Kees Visser belongs to the generation of artists who, in the way of John Armleder, Gerwald Rockenschaub, Allan Charlton, Adrien Schiess or Peter Halley in the 1980s, have had to grapple with the post-modernist heritage wherein the work of art, after being deconstructed and analysed in all its diverse forms, had to be reconstituted as a means of expression.
Far from the artistic schools and movements that he has at any rate followed extensively, Kees Visser has gradually over the last forty years forged his path in a moreover autonomous manner. After having left his native Holland in the 1970s, where he had worked in the vein of the avant garde shifting between abstraction and Fluxus, he migrated to Iceland, where he has lived for almost twenty years in contact with an idea of nature that has profoundly marked his work. He has also been influenced by the incredibly cosmopolitan art scene in Reykjavik where such artists have crossed paths as Dieter Roth, Donald Judd, Richard Serra, Roni Horn, Hrein Fridffinson, Adian Schiess, Gunther Umberg, Richard Long, etc.
Co-founder with a group of Icelandic artists of the Living Art Museum in Reykjavik in 1978, Kees Visser has become a major figure of the Icelandic art scene, his works included in most public and private collections of the country. Invited for a residency in Paris in the mid 1990s, it was in France that Kees Visser developed his idea of the series, the form, and color far enough to lead to the innovation of the monochromatic paintings that he is so known for today. Although they are created almost exclusively on paper, we find that the space in which they are exhibited has been progressively integrated into the reflection of the artist as a colourist. Expanding the possibilities of presentation and juxtaposition of his paintings, they are placed on the ceiling, on the wall or the floor, aligned on windows that span dozens of meters, or composed into mosaics. It is this same intuition for space that has led him to create public works in situ that take the form of large painted murals or monumental installations, as in his interventions in a chapel in Thouars (2006) or at the Saint Eustache Church in Paris (2007).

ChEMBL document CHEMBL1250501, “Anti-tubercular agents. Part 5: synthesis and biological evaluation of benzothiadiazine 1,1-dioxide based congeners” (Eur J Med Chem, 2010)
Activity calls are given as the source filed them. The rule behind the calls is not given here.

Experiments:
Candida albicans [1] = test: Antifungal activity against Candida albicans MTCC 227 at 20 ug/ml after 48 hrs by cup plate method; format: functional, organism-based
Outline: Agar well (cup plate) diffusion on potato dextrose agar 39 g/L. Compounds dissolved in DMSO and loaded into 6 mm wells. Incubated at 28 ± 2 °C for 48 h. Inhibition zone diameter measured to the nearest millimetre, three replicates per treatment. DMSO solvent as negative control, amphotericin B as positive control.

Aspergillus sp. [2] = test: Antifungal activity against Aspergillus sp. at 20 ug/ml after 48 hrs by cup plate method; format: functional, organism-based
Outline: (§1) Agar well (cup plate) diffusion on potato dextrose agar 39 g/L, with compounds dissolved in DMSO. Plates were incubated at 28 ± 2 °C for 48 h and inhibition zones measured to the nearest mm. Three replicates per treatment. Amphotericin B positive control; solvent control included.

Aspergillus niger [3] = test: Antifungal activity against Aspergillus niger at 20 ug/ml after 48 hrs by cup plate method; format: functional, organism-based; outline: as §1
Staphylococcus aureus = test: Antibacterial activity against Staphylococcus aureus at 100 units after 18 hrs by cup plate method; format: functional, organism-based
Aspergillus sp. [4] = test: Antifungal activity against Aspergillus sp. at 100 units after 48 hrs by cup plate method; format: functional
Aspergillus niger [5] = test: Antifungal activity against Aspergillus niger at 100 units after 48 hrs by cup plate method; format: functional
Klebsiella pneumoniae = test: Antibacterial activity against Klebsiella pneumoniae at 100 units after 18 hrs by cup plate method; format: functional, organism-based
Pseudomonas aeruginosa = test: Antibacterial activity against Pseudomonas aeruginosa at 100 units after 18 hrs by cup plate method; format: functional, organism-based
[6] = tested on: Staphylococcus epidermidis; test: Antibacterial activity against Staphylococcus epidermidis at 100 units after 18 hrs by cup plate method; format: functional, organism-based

Today, Kees Visser lives and works between Haarlem, Paris, and Rejkjavik. The Musee Matisse of Cateau-Cambresis dedicated a retrospective exposition to him in the summer of 2009. He will also be the guest of honour at the National Gallery of Iceland in 2011 during the Reykjavik Arts Festival. His works are today conserved in multiple public and private collections on an international scale (the Stedelijk Museum in Amsterdam, the Frans Hals Museum in Haarlem, the National Gallery of Iceland, the Living Art Museum of Reykjavik, MOMA, the Victoria and Albert Museum in London, the Kandinsky Library of the Centre Pompidou, FRAC Bretagne, etc).
His work has been shown in four exhibitions at Galerie Poggi in 2009, 2013, 2017 and 2022 on the occasion of the publication of his latest monograph, conceived and designed by the designer Irma Boom and distributed by NAi Publisher.